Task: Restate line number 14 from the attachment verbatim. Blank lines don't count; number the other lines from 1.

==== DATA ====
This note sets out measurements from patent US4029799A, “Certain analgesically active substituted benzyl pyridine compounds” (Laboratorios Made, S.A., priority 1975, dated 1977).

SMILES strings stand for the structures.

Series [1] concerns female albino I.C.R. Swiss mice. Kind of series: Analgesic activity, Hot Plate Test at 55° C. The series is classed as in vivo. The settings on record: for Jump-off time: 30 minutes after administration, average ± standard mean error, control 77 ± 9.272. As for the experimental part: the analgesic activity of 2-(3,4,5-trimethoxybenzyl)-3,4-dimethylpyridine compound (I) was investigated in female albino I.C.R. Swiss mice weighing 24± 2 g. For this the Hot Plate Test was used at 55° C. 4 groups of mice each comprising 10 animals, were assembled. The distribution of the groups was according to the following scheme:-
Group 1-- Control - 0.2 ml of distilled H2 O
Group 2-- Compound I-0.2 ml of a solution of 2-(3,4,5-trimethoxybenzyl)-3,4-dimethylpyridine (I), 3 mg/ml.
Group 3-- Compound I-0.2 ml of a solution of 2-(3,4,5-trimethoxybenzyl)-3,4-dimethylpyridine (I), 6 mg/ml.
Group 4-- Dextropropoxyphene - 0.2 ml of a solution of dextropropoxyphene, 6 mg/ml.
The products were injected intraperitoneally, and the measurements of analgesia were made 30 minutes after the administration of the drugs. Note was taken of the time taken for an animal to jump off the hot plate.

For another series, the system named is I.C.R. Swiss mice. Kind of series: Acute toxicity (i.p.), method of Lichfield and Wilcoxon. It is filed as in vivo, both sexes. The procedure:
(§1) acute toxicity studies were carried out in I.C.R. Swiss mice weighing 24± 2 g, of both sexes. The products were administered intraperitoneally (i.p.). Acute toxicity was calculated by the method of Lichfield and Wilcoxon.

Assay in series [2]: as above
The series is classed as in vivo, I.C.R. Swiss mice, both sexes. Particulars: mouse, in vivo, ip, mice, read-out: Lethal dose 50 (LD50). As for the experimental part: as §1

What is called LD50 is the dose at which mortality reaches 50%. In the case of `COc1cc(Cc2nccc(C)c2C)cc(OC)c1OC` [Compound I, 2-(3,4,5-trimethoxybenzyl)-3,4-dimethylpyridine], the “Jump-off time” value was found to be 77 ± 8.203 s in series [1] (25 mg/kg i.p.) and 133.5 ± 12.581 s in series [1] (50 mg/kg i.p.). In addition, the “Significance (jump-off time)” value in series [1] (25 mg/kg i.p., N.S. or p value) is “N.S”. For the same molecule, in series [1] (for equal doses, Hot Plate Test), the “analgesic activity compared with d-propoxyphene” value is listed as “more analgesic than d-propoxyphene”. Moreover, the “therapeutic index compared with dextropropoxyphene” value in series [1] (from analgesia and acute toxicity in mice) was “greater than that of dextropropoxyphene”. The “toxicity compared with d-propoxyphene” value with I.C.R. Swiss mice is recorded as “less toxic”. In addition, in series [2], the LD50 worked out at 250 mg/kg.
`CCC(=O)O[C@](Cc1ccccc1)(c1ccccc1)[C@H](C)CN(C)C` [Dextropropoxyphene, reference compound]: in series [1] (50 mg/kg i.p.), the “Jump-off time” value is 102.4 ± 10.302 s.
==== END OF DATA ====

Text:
`CCC(=O)O[C@](Cc1ccccc1)(c1ccccc1)[C@H](C)CN(C)C` [Dextropropoxyphene, reference compound]: in series [1] (50 mg/kg i.p.), the “Jump-off time” value is 102.4 ± 10.302 s.